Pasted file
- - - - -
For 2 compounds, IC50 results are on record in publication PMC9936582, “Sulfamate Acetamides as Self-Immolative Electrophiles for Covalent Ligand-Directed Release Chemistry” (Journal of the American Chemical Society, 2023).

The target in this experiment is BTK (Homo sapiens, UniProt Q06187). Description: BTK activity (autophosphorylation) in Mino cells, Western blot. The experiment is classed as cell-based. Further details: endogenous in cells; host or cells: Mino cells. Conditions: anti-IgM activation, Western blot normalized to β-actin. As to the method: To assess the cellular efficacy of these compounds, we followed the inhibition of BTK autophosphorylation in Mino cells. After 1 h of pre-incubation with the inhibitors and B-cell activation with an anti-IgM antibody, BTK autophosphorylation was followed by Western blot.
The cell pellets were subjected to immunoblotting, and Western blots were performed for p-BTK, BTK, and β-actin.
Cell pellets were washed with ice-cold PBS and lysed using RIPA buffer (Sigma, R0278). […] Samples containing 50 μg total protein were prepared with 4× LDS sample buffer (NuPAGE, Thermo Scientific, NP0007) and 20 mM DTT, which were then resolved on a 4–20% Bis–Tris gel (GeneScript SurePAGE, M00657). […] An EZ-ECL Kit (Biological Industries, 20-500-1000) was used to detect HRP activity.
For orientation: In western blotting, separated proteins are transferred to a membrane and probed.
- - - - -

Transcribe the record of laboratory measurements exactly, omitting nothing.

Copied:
For 2 compounds, IC50 results are on record in publication PMC9936582, “Sulfamate Acetamides as Self-Immolative Electrophiles for Covalent Ligand-Directed Release Chemistry” (Journal of the American Chemical Society, 2023).

The target in this experiment is BTK (Homo sapiens, UniProt Q06187). Description: BTK activity (autophosphorylation) in Mino cells, Western blot. The experiment is classed as cell-based. Further details: endogenous in cells; host or cells: Mino cells. Conditions: anti-IgM activation, Western blot normalized to β-actin. As to the method: To assess the cellular efficacy of these compounds, we followed the inhibition of BTK autophosphorylation in Mino cells. After 1 h of pre-incubation with the inhibitors and B-cell activation with an anti-IgM antibody, BTK autophosphorylation was followed by Western blot.
The cell pellets were subjected to immunoblotting, and Western blots were performed for p-BTK, BTK, and β-actin.
Cell pellets were washed with ice-cold PBS and lysed using RIPA buffer (Sigma, R0278). […] Samples containing 50 μg total protein were prepared with 4× LDS sample buffer (NuPAGE, Thermo Scientific, NP0007) and 20 mM DTT, which were then resolved on a 4–20% Bis–Tris gel (GeneScript SurePAGE, M00657). […] An EZ-ECL Kit (Biological Industries, 20-500-1000) was used to detect HRP activity.
For orientation: In western blotting, separated proteins are transferred to a membrane and probed.